Brunello clone Sangiovese. Sourced from a neighbours vineyard at Hall Beautiful clean aromatics of cherry fruit. Palate is sweetly oaky, cheerful and forward, but seems a little simple and oak driven. Should improve with bottle age, but just a little one dimensional at present. 16.5/88+
New Surveyor's Hill cellar door. A common theme in Canberra (new sheds)
With a bright new shed and a few new wines this place just oozes potential. One to watch in the coming years, particularly for the production of Mediterranean varieties.
Surveyor's Hill Shiraz Cabernet 2008 ($20) New wine for Surveyor's Hill and it's welcomingly bright and fresh. Sweetly oaked and full fruited, this is ripe, polished and smooth, though rather un-Canberra in style. In fact, it is almost like a Barossan red given the plush flow of ripe fruit and tannins.
Regardless, this was very likeable and should be even more so with further bottle age. 16.8/89+
Surveyor's Hill Sweet Touriga (2008 blend) A new vintage blend for this fortified and much more balanced sweetness this time around. Love the dry tangy Touriga varietal character and balanced acidity through the finish. Rather tasty actually. 17/90
A very brief stop, principally to try the first wine below. I wasn't disappointed. Sell all your furniture. Sell your kids too. Just don't miss out on the Syrah below.
Clonakilla Syrah 2008 ($75)
So meaty. Brightly meaty. Like classic Rhone meaty. Fragrant yet masculine style that's big and rich but not hearty, more sinewy than that. Taut palate with no hard edges, just lots of tannin and spice. Pulls well through the finish too. Even better than the 08 Shiraz Viognier (in my view). 18.9/95
Clonakilla Vintage Fortified Shiraz 2007 ($28)
Sourced from a component of the 2007 O'Riada, it doesn't actually taste much like Canberra Shiraz at all, but it is a wonderfully elegant and sweetish 'dry' VP style. Really more-ish, though not for the long haul. Awesome options wine. 17.4/91
Tallagandra Hill. Another newish shed
It's quite a trek from Murrumbateman to Tallagandra Hill, so I'd suggest combining the trip with a visit to Grazing whilst your there (they have a clever wine list, without even touching on the high quality Capital wines on the menu :)).
As for the wines, the two Cabernet based reds were very high quality indeed (I bought some of the last wine)
Tallagandra Hill Shiraz Viognier 2007 ($21) Simple and candied style with sweet purple fruit and plenty of sweetness. Light and commercial. 15.9/86
Tallagandra Hill Cabernet Franc 2006 ($19.50) Rubbery and already quite developed, falling away on the back palate. Simple. 15.8/86
Tallagandra Hill '9 Barrels' Shiraz/Cabernet Franc 2008 ($?) Big step up here. Reasonably firm but perfumed, this seems richer and heavier than the components would suggest. Perfume and guts. Good stuff. 17.3/91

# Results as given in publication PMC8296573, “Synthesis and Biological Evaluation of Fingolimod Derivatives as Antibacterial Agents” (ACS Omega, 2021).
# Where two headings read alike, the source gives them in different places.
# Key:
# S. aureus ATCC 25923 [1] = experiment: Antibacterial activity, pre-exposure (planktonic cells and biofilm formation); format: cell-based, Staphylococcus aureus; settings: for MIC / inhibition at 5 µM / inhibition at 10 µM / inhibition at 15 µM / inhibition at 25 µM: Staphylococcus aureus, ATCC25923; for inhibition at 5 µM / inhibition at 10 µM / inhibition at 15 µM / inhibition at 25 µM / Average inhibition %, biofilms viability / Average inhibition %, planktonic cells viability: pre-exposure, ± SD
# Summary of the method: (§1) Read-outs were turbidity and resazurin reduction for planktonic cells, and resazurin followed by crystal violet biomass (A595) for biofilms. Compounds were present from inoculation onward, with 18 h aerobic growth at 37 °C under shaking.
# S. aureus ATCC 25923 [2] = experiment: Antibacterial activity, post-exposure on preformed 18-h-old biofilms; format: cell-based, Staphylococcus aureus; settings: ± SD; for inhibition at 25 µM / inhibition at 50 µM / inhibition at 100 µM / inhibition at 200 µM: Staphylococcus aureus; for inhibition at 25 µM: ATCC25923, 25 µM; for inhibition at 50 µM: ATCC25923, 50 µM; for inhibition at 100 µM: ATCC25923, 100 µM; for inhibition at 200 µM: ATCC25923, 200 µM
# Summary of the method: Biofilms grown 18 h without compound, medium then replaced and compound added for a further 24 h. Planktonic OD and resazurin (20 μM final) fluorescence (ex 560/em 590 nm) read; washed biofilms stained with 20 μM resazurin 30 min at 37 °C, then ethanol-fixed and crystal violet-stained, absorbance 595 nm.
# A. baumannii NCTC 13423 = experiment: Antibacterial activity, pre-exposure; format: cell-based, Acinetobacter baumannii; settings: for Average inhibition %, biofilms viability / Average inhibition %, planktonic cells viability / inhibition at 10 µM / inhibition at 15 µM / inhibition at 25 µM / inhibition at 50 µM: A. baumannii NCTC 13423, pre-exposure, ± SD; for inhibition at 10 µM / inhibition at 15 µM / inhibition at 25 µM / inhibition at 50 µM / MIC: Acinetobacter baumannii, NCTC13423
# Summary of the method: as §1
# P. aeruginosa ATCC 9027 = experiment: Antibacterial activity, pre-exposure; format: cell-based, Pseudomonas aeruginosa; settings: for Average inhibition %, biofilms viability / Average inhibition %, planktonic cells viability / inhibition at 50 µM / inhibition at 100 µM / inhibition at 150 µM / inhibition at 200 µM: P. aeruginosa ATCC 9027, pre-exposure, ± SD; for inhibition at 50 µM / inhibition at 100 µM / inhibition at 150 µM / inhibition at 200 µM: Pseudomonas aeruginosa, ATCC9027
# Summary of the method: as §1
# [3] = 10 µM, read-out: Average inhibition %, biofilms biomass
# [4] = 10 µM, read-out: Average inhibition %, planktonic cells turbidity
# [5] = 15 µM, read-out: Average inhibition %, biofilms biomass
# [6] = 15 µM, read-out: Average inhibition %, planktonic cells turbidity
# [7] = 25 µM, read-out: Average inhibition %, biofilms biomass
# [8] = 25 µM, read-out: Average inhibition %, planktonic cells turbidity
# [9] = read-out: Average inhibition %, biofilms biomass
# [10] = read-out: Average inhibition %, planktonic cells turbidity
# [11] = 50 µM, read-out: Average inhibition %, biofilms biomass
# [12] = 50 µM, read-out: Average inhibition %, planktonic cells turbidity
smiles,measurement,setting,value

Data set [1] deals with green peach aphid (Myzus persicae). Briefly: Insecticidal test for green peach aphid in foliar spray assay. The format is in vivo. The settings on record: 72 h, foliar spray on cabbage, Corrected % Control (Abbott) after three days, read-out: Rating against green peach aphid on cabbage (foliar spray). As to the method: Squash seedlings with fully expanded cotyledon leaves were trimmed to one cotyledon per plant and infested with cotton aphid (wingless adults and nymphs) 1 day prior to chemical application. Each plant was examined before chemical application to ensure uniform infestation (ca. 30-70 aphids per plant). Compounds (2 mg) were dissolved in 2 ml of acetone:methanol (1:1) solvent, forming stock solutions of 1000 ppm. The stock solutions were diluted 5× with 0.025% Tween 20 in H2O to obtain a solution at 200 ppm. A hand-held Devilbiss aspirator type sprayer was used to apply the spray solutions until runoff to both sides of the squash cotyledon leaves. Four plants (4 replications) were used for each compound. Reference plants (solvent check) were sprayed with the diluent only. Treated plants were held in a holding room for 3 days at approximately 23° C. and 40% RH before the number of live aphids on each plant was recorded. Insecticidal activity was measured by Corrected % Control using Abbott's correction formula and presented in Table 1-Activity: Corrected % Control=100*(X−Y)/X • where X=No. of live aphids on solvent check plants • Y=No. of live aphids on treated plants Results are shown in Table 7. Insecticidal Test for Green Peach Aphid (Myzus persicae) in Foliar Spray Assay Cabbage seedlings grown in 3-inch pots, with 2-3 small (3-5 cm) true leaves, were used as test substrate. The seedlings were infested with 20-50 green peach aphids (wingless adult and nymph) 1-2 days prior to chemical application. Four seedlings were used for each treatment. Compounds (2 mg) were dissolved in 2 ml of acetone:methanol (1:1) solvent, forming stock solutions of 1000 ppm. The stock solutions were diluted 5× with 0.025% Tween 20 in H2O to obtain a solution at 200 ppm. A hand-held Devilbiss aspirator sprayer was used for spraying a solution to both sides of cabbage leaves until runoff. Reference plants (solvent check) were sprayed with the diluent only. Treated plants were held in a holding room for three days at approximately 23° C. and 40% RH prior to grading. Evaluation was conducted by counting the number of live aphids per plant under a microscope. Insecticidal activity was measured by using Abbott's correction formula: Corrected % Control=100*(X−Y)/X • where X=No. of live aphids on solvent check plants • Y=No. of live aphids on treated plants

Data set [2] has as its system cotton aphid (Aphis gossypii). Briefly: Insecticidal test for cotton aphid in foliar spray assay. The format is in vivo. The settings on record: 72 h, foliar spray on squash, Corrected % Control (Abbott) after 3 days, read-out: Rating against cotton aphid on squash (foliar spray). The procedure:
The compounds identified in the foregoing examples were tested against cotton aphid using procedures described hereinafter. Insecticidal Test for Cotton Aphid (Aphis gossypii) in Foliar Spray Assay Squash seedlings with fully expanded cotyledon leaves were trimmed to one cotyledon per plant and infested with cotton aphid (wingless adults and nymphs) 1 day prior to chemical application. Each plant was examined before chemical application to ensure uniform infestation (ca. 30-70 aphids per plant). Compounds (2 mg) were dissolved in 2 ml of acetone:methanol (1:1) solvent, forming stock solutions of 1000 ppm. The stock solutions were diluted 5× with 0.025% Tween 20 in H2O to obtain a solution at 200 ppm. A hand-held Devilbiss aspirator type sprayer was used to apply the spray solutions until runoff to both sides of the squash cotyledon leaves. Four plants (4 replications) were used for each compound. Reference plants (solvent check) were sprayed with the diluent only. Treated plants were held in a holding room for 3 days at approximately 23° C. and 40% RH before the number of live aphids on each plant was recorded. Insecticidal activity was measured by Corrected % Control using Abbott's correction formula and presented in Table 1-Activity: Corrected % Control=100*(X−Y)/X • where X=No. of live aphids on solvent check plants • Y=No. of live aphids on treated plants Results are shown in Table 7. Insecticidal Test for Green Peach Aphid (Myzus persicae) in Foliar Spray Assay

Tallagandra Hill Cabernet Sauvignon/Cabernet Franc 2008 ($35?) If done right, Canberra can make great Bordeaux blends. Helm can do it very well, as can (obviously) this winery. A lovely mid weight Cabernet in the black licorice style. Big & chocolatey whilst still retaining its acidity. Very drinkable and very good. 18.3/93
Ahh Langhorne Creek, the comfort food of the Australian wine industry. There is something wonderfully reassuring about the generous choc-mint characters that Langhorne Creek reds dish up, at typically more than generous prices. Bremerton do such wines notably well, and this wine doesn't let anyone down, even given the challenges of the vintage.
From first whiff it's apparent that this is a rich and full flavoured red, with a nose straight out of the South Australian Shiraz textbook - it's all red fruit, a snifter of volatility and a load of berry freshness. It's also a nose that carries the mark of many 2008 South Australian reds, with plush, open sweet fruits edged with the first hint of overripeness, though the freshness here suggests that the Wilson family dodged a bullet and picked at just the right time.
Following the nose is a big mouthful of purple fruit, with soft plump berries and supporting vanilla oak, set quite sweetly in a round and smooth frameset. It's very much a front and mid palate wine this year, finishing lighter and softer than some previous vintages (such as the 06 reviewed here), though for it's intended purpose and pricepoint the lack of a firm tannic backbone will do no harm.
Affable red wine from a challenging vintage. 17.3/91
Long bottle, long cork and very regal looking label. All adds up to what looks like a good package, though it's not strictly my sort of wine (a bit charry and heavy for me).
A deep, rich red colour with light edges, this looks dark, Pyrenees dark. Nose is all Darryl Lea licorice aromatics, with a fair dose of chocolate oak. Attractive stuff. Rich, but not obviously sweet, with black-meets-red-fruits and charry, solIdly integrated oak. Thick, tarry black fruit and malted oak palate, with spicy fruit just touching into overripeness, but saved by a fresh, grainy, tannic finish.
It's a big mouthful of Pyrenees red, with the 4% Viognier very carefully integrated and no shortage of tannins. Has a real depth of black old vine fruit richness that marks it as a wine of quality. I'd like to see this a fraction lighter, but it will definitely make plenty of people happy. 17.3/91